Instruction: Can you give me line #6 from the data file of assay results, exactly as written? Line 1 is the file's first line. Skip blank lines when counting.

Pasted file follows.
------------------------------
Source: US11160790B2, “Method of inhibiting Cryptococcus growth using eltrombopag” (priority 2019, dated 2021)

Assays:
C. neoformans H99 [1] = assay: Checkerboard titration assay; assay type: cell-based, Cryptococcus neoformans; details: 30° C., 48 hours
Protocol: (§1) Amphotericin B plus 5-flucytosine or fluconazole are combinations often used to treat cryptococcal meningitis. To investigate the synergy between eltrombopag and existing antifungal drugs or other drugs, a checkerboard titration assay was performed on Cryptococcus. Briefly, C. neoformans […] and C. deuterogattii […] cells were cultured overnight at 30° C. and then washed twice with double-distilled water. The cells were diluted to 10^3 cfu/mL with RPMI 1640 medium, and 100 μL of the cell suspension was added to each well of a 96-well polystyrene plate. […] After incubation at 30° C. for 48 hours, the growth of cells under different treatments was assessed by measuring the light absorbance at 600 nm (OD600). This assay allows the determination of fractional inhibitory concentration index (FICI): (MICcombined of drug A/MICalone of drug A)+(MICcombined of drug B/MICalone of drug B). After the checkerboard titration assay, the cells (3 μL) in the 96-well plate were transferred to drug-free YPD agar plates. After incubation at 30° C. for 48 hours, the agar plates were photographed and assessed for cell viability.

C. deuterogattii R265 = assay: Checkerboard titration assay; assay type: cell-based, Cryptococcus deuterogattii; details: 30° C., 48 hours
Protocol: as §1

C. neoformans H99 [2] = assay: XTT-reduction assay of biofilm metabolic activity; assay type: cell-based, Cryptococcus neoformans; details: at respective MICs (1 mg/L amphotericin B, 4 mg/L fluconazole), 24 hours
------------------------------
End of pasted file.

Protocol: as §1